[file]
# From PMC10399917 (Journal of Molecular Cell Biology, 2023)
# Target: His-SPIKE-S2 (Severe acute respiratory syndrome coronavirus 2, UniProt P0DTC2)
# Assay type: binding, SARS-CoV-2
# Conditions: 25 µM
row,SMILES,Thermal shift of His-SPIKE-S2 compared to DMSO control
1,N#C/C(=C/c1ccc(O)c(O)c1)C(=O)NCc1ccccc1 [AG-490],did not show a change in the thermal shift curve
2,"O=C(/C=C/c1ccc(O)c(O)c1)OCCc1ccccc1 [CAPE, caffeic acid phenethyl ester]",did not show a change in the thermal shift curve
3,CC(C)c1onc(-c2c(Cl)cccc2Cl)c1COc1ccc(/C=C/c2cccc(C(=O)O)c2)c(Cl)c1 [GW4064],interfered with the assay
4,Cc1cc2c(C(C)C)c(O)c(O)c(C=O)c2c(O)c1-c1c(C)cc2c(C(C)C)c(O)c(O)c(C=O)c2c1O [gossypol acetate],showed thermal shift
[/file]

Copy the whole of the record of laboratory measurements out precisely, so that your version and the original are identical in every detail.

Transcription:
# From PMC10399917 (Journal of Molecular Cell Biology, 2023)
# Target: His-SPIKE-S2 (Severe acute respiratory syndrome coronavirus 2, UniProt P0DTC2)
# Assay type: binding, SARS-CoV-2
# Conditions: 25 µM
row,SMILES,Thermal shift of His-SPIKE-S2 compared to DMSO control
1,N#C/C(=C/c1ccc(O)c(O)c1)C(=O)NCc1ccccc1 [AG-490],did not show a change in the thermal shift curve
2,"O=C(/C=C/c1ccc(O)c(O)c1)OCCc1ccccc1 [CAPE, caffeic acid phenethyl ester]",did not show a change in the thermal shift curve
3,CC(C)c1onc(-c2c(Cl)cccc2Cl)c1COc1ccc(/C=C/c2cccc(C(=O)O)c2)c(Cl)c1 [GW4064],interfered with the assay
4,Cc1cc2c(C(C)C)c(O)c(O)c(C=O)c2c(O)c1-c1c(C)cc2c(C(C)C)c(O)c(O)c(C=O)c2c1O [gossypol acetate],showed thermal shift